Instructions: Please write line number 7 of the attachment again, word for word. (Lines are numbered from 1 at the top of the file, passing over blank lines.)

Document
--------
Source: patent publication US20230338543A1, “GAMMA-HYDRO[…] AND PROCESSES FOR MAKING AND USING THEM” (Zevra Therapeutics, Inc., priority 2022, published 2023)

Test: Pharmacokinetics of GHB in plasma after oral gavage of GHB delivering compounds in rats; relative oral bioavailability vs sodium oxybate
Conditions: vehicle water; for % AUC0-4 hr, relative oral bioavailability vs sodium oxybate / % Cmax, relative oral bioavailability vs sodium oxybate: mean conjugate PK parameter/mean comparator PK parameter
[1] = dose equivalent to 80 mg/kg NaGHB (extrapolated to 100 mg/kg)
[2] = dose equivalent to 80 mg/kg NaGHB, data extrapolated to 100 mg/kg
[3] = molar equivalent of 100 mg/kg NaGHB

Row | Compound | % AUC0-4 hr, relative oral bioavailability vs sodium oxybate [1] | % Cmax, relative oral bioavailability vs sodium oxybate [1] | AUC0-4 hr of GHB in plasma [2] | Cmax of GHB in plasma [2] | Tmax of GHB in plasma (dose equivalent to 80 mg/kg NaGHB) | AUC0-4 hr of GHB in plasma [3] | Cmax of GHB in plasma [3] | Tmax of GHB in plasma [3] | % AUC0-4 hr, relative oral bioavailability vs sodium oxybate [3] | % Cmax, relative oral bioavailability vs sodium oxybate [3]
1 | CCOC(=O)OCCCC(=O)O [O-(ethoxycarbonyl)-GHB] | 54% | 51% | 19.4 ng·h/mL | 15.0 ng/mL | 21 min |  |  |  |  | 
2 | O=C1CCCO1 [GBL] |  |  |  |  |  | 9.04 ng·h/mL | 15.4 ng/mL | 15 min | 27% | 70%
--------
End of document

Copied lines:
Row | Compound | % AUC0-4 hr, relative oral bioavailability vs sodium oxybate [1] | % Cmax, relative oral bioavailability vs sodium oxybate [1] | AUC0-4 hr of GHB in plasma [2] | Cmax of GHB in plasma [2] | Tmax of GHB in plasma (dose equivalent to 80 mg/kg NaGHB) | AUC0-4 hr of GHB in plasma [3] | Cmax of GHB in plasma [3] | Tmax of GHB in plasma [3] | % AUC0-4 hr, relative oral bioavailability vs sodium oxybate [3] | % Cmax, relative oral bioavailability vs sodium oxybate [3]